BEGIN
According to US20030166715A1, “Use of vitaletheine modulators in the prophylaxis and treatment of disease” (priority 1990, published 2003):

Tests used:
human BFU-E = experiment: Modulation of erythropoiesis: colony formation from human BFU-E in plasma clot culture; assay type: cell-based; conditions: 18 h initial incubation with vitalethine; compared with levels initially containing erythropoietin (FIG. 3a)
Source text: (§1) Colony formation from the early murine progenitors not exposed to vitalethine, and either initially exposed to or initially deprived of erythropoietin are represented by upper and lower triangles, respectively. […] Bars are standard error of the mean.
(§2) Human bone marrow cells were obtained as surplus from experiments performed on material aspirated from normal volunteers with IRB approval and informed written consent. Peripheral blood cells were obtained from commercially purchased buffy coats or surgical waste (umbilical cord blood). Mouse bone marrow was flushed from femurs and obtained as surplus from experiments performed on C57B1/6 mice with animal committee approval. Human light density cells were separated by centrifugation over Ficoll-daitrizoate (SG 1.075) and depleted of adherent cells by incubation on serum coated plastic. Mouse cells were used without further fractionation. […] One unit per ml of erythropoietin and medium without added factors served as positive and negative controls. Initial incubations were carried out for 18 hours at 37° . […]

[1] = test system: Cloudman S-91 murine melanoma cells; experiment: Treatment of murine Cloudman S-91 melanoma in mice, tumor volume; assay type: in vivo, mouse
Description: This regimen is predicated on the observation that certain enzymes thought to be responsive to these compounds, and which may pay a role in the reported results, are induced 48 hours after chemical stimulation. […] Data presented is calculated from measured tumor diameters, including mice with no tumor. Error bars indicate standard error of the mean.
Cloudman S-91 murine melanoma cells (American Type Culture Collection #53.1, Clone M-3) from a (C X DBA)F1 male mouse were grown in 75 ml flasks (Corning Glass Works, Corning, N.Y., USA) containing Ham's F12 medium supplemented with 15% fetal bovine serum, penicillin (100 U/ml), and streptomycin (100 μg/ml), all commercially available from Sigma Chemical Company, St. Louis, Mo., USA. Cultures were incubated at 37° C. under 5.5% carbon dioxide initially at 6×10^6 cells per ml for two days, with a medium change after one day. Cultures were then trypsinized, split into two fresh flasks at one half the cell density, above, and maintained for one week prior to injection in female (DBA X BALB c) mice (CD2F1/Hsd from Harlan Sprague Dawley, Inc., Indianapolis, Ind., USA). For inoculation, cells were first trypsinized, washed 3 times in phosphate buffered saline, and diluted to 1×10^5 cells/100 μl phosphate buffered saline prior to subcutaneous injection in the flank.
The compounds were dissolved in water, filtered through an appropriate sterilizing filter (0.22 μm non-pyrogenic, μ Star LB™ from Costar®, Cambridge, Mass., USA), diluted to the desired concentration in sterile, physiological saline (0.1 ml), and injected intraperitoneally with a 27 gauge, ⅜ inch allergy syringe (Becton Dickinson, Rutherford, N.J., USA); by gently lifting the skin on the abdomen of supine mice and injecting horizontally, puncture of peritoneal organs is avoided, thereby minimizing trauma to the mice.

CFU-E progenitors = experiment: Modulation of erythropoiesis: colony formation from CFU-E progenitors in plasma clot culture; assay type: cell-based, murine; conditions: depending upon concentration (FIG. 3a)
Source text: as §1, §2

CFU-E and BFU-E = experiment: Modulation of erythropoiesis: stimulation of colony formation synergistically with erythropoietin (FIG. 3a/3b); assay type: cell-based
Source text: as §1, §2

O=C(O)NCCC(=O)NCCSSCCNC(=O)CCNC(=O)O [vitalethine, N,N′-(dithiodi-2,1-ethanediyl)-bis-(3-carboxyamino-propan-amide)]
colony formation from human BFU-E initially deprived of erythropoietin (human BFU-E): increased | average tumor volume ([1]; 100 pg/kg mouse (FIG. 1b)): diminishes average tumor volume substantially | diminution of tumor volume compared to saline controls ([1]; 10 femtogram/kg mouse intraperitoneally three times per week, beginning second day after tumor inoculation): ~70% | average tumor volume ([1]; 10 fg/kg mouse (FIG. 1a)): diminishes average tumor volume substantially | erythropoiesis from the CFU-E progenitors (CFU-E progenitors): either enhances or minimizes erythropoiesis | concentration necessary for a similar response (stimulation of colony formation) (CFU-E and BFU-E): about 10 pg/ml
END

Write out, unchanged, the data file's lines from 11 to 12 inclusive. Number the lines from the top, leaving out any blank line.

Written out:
Source text: as §1, §2

CFU-E and BFU-E = experiment: Modulation of erythropoiesis: stimulation of colony formation synergistically with erythropoietin (FIG. 3a/3b); assay type: cell-based